Africa: UN Declares Famine In Southern Somalia: UPDATED

20 Jul

The United Nations has declared a famine in parts of southern Somalia, where over 3m people have been affected by a prolonged drought.

 
 Kenya - A child sleeps at the Ifo refugee camp

Kenya – A child sleeps at the Ifo refugee camp
 
Kenya - Refugees in Dagahaley, which makes up part of the Dadaab refugee settlement
Kenya – Refugees in Dagahaley, which makes up part of the Dadaab refugee settlement
 
 Kenya - An aerial view of the Dagahaley refugee camp

Kenya – An aerial view of the Dagahaley refugee camp
 
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Six One News: Somalia facing huge humanitarian crisis

Six One News: Somalia facing huge humanitarian crisis

The UN has said famine has hit two parts of southern Somalia due to a severe drought affecting more than 10m people in the Horn of Africa.

‘The United Nations declared today that famine exists in two regions of southern Somalia: southern Bakool and Lower Shabelle,’ the UN Office for the Coordination of Humanitarian Affairs for Somalia said.

Al Shabaab, Islamist insurgents affiliated to al-Qaeda, control large parts of both areas.

‘Across the country nearly half of the Somali population – 3.7m people – are now in crisis, of whom an estimated 2.8m people are in the south,’ the UN said.

‘Consecutive droughts have affected the country in the last few years, while the ongoing conflict has made it extremely difficult for agencies to operate and access communities in the south of the country,’ it added.

Officials warned that unless urgent action was taken the areas affected by famine would grow.

‘If we don’t act now, famine will spread to all eight regions of southern Somalia within two months, due to poor harvests and infectious disease outbreaks,’ Mark Bowden, the UN humanitarian coordinator for Somalia, told reporters.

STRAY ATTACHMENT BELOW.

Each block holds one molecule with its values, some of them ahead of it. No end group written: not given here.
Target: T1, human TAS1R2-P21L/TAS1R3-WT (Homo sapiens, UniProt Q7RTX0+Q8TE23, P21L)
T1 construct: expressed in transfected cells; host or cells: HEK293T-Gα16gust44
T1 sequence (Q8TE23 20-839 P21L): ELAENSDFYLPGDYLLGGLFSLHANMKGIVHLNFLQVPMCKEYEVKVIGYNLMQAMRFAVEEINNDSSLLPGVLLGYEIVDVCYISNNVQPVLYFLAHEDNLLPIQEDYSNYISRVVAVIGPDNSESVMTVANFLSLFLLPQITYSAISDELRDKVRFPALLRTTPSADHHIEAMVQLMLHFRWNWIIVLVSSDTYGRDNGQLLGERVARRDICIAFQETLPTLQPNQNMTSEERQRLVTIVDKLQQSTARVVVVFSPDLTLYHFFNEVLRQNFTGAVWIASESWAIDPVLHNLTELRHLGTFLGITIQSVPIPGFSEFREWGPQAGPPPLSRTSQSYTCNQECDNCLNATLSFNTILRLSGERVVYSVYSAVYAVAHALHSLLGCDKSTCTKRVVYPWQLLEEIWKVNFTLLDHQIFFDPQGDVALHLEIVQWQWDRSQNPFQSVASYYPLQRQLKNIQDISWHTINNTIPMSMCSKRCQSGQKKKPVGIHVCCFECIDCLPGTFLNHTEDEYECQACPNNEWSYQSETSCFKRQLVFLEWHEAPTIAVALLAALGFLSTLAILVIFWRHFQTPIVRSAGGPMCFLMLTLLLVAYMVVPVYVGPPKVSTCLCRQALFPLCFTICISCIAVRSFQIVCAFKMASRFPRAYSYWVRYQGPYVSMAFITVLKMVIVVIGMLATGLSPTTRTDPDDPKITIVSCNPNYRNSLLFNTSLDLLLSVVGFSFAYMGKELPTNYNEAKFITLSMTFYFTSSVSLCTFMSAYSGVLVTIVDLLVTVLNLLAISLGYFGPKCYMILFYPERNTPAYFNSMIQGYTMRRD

Countries affected across the region include parts of Kenya, Uganda, Ethiopia and Djibouti, while the US has also urged Eritrea to reveal how severely it has been hit by the drought.

Famine implies having less than 2,100 kilocalories of food per day, acute malnutrition in more than 30% of the children and two deaths per 10,000 people every day, according to the Integrated Phase Classification, a food security measure used by the UN and other relief agencies.

Robinson to visit refugee camp

Irish aid agencies say the disaster facing Somalia is likely to be the worst Africa has seen in 20 years.

Former Irish President Mary Robinson will visit the largest refugee camp in the world at Dadaab in Kenya today.

Irish aid agencies, whose senior executives have been visiting refugee camps in Somalia and Kenya this week, say they are extremely concerned about the situation.

UNICEF has said at least 500,000 children are at risk of death in the region, where high food prices and the driest years in decades have pushed many poor families into desperate need.

The UNHCR said yesterday it was seeking further security guarantees from armed rebels in Somalia in order to deliver greater amounts of assistance and prevent more hungry people from becoming refugees.

Last year, the World Food Programme suspended its aid operations across much of southern and central Somalia after al Shabaab ordered the UN agency to halt operations in areas under its control.

NEWS UPDATE:

A woman and child on the outskirts the Dagahaley refugee camp which makes up part of the giant Dadaab refugee camp in Kenya. Photo: Oli Scarff/Getty ImagesA woman and child on the outskirts the Dagahaley refugee camp which makes up part of the giant Dadaab refugee camp in Kenya. Photo: Oli Scarff/Getty Images.